Genetically-modified humans are fine as long as you kill them? | 2/12/2019 | Staff
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Genetically-modified humans are fine as long as you kill them?

Last autumn, a Chinese scientist named Dr. He ignited a rhetorical firestorm when he announced he’d used the technology CRISPR to genetically alter human embryos, which were implanted and brought to birth.

Announcement - Hand-wringing - Outrage - Condemnation - Scientists

The announcement was quickly followed by hand-wringing, outrage and condemnation from scientists around the world, including the same ones in the United States who had created CRISPR in the first place, not to mention let it loose into world with little more ethical guidance than “now, play nice.”

Since then, the only people who seem to have responded with any seriousness to He’s transgression is his now-former employer, the Southern University of Science and Technology in China.

US - Scientists - Dr - Bit - Caution

Meanwhile, in the U.S., some scientists are following Dr. He’s footsteps, though maybe with a bit more caution.

According to a recent report on National Public Radio, “A scientist in New York is conducting experiments designed to modify DNA in human embryos as a step toward someday preventing inherited diseases.”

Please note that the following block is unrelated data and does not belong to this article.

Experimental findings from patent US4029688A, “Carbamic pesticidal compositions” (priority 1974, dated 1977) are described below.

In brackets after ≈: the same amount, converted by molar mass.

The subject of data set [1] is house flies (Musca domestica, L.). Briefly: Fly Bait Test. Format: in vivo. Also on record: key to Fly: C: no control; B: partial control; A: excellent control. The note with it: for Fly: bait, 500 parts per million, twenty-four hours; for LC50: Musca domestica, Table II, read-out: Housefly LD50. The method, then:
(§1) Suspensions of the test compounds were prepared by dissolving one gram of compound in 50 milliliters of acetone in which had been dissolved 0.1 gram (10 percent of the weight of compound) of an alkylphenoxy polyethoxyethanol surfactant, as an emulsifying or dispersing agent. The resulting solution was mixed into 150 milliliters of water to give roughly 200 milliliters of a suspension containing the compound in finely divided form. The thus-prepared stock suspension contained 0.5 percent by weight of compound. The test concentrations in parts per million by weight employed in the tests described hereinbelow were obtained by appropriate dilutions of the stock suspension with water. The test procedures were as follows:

Report - Columbia - University - Biologist - Dieter

The report was about Columbia University developmental biologist Dieter Egli, who’s stated goal is “to determine whether CRISPR can safely repair mutations in human embryos to prevent genetic diseases from being passed down for generations.”

Specifically, Egli is using CRISPR to try and repair a genetic defect that cause blindness. If successful, this could prevent people with the mutant gene from passing it on to their children, and would potentially lead to other breakthroughs, such as the ability to “edit embryonic human DNA to prevent many inheritable diseases, like as Tay-Sachs disease, cystic fibrosis, or Huntington’s disease.”

Promise - Level - Diseases - Egli - Motives

Given the promise of alleviating the level of suffering these diseases cause, it’s difficult to fault Egli’s motives. But then again, the same could be said of Dr. He. His goal, as he said, was to prevent the children of HIV-positive parents...
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